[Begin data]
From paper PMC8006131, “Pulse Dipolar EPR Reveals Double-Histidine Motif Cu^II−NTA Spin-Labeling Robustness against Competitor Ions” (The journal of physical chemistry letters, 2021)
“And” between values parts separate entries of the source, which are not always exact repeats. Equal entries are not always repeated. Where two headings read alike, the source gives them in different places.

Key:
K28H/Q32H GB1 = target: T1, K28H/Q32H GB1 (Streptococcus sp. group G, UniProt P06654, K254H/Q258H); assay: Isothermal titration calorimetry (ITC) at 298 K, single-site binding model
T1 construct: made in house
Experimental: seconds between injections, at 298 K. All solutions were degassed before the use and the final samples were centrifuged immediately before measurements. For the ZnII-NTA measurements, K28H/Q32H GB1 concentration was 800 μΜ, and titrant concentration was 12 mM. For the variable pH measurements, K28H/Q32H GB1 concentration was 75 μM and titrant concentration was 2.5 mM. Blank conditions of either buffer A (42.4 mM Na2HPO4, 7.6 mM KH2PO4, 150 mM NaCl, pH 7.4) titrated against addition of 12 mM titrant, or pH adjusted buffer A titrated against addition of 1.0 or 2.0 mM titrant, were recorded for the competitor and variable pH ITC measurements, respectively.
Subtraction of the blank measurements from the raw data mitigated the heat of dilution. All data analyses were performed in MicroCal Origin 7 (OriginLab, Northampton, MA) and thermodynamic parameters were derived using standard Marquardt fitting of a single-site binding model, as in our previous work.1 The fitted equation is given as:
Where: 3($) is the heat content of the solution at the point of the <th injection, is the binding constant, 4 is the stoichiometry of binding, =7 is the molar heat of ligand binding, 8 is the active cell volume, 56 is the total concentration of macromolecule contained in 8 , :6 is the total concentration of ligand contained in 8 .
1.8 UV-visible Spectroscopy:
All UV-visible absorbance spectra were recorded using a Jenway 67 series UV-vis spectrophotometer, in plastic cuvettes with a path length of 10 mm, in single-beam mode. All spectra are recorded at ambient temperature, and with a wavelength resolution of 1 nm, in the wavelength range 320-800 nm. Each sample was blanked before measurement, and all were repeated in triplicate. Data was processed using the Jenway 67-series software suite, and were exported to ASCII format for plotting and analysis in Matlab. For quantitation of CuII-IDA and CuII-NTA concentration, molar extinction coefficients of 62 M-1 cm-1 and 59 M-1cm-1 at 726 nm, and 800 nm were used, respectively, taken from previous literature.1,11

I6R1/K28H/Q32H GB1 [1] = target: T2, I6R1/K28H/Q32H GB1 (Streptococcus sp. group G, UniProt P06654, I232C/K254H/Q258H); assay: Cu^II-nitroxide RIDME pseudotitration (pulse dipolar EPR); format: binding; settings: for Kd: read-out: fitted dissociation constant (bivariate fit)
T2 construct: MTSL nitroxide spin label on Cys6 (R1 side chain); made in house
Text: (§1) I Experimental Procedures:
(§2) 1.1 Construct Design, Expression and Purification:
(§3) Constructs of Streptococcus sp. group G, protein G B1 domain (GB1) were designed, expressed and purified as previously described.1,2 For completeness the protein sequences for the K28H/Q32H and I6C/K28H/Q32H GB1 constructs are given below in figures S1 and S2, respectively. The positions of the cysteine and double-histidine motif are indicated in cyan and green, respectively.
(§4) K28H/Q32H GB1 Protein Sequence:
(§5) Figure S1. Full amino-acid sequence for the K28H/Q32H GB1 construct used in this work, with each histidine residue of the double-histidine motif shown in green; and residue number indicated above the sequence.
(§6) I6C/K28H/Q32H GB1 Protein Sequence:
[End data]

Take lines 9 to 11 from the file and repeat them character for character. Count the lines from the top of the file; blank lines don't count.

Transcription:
1.8 UV-visible Spectroscopy:
All UV-visible absorbance spectra were recorded using a Jenway 67 series UV-vis spectrophotometer, in plastic cuvettes with a path length of 10 mm, in single-beam mode. All spectra are recorded at ambient temperature, and with a wavelength resolution of 1 nm, in the wavelength range 320-800 nm. Each sample was blanked before measurement, and all were repeated in triplicate. Data was processed using the Jenway 67-series software suite, and were exported to ASCII format for plotting and analysis in Matlab. For quantitation of CuII-IDA and CuII-NTA concentration, molar extinction coefficients of 62 M-1 cm-1 and 59 M-1cm-1 at 726 nm, and 800 nm were used, respectively, taken from previous literature.1,11

I6R1/K28H/Q32H GB1 [1] = target: T2, I6R1/K28H/Q32H GB1 (Streptococcus sp. group G, UniProt P06654, I232C/K254H/Q258H); assay: Cu^II-nitroxide RIDME pseudotitration (pulse dipolar EPR); format: binding; settings: for Kd: read-out: fitted dissociation constant (bivariate fit)